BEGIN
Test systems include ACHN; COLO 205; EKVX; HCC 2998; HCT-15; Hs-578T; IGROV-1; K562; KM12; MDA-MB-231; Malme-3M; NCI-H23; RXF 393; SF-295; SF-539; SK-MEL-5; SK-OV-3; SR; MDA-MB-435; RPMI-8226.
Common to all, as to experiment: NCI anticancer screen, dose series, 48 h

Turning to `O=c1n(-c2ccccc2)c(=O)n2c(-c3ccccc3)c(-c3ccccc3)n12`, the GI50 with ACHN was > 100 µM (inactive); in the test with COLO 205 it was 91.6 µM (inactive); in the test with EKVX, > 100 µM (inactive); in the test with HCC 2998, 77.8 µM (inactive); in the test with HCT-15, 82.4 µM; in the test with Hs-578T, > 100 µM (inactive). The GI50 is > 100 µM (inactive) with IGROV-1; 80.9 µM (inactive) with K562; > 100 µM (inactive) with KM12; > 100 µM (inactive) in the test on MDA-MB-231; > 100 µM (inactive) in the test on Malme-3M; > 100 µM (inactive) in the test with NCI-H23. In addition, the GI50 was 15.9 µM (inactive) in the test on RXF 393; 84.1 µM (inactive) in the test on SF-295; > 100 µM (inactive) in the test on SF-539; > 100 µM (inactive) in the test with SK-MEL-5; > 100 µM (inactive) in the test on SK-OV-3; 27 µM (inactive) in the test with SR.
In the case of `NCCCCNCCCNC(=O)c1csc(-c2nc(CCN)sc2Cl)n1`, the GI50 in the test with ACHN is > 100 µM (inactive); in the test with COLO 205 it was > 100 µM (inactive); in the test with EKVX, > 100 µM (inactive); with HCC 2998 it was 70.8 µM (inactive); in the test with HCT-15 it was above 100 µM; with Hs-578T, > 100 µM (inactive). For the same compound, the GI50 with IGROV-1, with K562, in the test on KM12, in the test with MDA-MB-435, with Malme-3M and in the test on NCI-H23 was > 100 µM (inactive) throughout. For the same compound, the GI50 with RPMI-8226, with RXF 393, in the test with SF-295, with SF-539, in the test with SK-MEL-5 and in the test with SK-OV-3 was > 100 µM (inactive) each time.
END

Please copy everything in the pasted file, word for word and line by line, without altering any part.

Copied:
Test systems include ACHN; COLO 205; EKVX; HCC 2998; HCT-15; Hs-578T; IGROV-1; K562; KM12; MDA-MB-231; Malme-3M; NCI-H23; RXF 393; SF-295; SF-539; SK-MEL-5; SK-OV-3; SR; MDA-MB-435; RPMI-8226.
Common to all, as to experiment: NCI anticancer screen, dose series, 48 h

Turning to `O=c1n(-c2ccccc2)c(=O)n2c(-c3ccccc3)c(-c3ccccc3)n12`, the GI50 with ACHN was > 100 µM (inactive); in the test with COLO 205 it was 91.6 µM (inactive); in the test with EKVX, > 100 µM (inactive); in the test with HCC 2998, 77.8 µM (inactive); in the test with HCT-15, 82.4 µM; in the test with Hs-578T, > 100 µM (inactive). The GI50 is > 100 µM (inactive) with IGROV-1; 80.9 µM (inactive) with K562; > 100 µM (inactive) with KM12; > 100 µM (inactive) in the test on MDA-MB-231; > 100 µM (inactive) in the test on Malme-3M; > 100 µM (inactive) in the test with NCI-H23. In addition, the GI50 was 15.9 µM (inactive) in the test on RXF 393; 84.1 µM (inactive) in the test on SF-295; > 100 µM (inactive) in the test on SF-539; > 100 µM (inactive) in the test with SK-MEL-5; > 100 µM (inactive) in the test on SK-OV-3; 27 µM (inactive) in the test with SR.
In the case of `NCCCCNCCCNC(=O)c1csc(-c2nc(CCN)sc2Cl)n1`, the GI50 in the test with ACHN is > 100 µM (inactive); in the test with COLO 205 it was > 100 µM (inactive); in the test with EKVX, > 100 µM (inactive); with HCC 2998 it was 70.8 µM (inactive); in the test with HCT-15 it was above 100 µM; with Hs-578T, > 100 µM (inactive). For the same compound, the GI50 with IGROV-1, with K562, in the test on KM12, in the test with MDA-MB-435, with Malme-3M and in the test on NCI-H23 was > 100 µM (inactive) throughout. For the same compound, the GI50 with RPMI-8226, with RXF 393, in the test with SF-295, with SF-539, in the test with SK-MEL-5 and in the test with SK-OV-3 was > 100 µM (inactive) each time.